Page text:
For trials, each of which has a probability of a 'successful' outcome, the probability of exactly successes is given by the function: Now, when there is language such as 'at least' or 'no more than', a cumulative probability can be assumed. I.e. we sum up the probabilities of each event that satisfies the condition. For example, if we're asked for the probability of rolling a three on a die at least two times out of four, we'd sum up the probability of rolling  a three twice, a three thrice, and a three four times. If we're asked for the probability rolling a three no more than once out of four times, we'd sum up the probabilities of rolling a three once, and of rolling a three zero times.

The probability of rolling a sixteen or greater is . This can be seen by dividing the number of events that satisfy this by the number of total possible events: Now, to get this sixteen or greater at least twice out of three rolls:  The probability of Abel winning is Looks like the odds favor the orc.

### Example Question #74 : Probability

Aaron, Gary, Craig, and Boone are sitting down in a row of four chairs. What is the probability that Aaron and Gary will be seated beside each other?      Explanation:

Consider first all of the possible ways the men may be arranged, which is Now, consider all of the ways that Aaron and Gary could be seated beside each other; it may be easier to visualize by drawing it out:

1. A G _ _
2. G A _ _
3. _ A G _
4. _ G A _
5. _ _ A G
6. _ _ G A

As seen, there are six possibilities.

Finally, for each of these cases, Craige and Boone could be seated in one of two ways.

So the probability that Aaron and Gary will be seated beside each other is: ### Example Question #75 : Probability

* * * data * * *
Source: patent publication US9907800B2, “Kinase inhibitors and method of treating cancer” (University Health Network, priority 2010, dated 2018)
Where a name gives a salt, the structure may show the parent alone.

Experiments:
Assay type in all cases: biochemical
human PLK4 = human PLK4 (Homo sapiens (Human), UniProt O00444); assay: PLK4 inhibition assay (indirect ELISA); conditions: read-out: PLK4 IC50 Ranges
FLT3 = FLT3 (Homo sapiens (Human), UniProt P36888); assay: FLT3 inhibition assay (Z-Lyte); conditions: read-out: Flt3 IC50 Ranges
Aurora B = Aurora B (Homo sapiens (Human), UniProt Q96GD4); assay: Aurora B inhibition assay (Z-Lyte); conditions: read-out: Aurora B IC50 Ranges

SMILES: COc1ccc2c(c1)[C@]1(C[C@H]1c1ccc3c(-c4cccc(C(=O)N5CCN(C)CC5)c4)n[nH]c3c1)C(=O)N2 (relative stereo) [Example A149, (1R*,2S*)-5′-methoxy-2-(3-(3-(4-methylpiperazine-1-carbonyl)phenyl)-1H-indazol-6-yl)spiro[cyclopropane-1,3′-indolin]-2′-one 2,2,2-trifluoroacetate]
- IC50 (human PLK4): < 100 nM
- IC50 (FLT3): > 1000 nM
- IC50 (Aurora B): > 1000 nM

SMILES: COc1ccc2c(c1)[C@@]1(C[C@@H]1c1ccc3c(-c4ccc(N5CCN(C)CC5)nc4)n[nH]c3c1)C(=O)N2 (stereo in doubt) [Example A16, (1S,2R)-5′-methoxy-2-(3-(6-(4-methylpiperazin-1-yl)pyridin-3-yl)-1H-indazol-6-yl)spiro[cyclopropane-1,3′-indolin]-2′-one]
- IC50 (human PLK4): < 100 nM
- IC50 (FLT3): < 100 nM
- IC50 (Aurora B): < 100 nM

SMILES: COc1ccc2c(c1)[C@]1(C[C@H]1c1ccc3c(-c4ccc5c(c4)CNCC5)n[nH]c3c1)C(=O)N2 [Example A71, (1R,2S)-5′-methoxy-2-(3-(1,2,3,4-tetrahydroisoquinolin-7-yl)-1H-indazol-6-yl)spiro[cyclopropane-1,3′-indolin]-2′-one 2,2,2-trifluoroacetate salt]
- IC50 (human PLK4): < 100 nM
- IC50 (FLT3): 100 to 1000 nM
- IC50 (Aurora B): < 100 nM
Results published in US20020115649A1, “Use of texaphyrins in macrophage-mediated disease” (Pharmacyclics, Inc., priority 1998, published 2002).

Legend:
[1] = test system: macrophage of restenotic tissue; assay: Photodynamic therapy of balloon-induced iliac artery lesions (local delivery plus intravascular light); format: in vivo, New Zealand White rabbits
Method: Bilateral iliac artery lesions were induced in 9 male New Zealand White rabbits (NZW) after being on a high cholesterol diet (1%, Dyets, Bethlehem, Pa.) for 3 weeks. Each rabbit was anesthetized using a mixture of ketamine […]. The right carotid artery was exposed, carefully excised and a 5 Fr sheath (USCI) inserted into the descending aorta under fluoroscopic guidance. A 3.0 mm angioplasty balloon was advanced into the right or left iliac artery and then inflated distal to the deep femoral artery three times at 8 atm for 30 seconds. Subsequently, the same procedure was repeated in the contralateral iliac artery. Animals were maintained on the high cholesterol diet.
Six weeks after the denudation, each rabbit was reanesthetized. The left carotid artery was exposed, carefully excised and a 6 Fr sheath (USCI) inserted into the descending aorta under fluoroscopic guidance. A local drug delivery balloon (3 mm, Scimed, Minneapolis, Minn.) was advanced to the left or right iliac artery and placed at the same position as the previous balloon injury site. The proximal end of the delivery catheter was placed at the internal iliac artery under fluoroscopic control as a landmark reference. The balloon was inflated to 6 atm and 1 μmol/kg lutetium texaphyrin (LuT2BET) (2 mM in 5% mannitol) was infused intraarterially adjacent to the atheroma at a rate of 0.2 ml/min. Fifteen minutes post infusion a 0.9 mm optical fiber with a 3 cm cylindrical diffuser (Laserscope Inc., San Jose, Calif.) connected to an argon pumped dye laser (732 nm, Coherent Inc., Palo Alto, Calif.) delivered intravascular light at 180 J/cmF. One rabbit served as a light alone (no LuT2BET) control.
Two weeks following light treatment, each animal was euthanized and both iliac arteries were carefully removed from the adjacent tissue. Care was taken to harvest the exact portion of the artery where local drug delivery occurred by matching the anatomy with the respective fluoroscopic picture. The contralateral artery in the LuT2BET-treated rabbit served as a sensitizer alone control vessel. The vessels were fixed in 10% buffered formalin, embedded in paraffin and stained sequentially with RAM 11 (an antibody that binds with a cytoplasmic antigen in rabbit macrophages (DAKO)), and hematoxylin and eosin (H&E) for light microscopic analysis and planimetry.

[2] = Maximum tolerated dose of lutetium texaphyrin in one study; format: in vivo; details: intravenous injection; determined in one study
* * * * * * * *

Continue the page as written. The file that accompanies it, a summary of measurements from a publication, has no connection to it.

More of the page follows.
How many different seven-digit integers exist for which there are no repeated digits?      Explanation:

To solve this problem, employ the fundamentals of combinatorics. For the first digit of the number, you might think that there are 10 options (the digits 0-9), but remember that no seven-digit integer would start with 0 (e.g. you don't represent one-hundred thousand as 0,100,000). So there are 9 choices available for the first digit.

For the second digit, there are also 9 choices: 0 is now a possibility, but you cannot repeat the original digit.

For each remaining spot, you lose one option because you cannot match the unique digits you've already chosen.  For the third digit you have two of the ten options unavailable because you're chosen two already; for the fourth digit you cannot match the previous three, and so on.  So the calculation becomes:

9 * 9 * 8 * 7 * 6 * 5 * 4 = 544,320.

### Example Question #76 : Probability

A 20-sided die is rolled 3 times in a row. What is the probability of rolling a 6 or greater at least twice?      Explanation:

This problem is dealing with binomial probabilities. For a probability of success, , and trials, the probability of successes is: For this problem there are three trials, and we're interested in at least two successes. Note that this probability equation gives the probability of getting EXACTLY k succeeses, so we must consider getting three successes at well.

The probability of rolling at least a six on a twenty-sided die is Therefore, the probability of rolling this at least twice out of three trials is:      1 2 3 4 5 6 8 Next →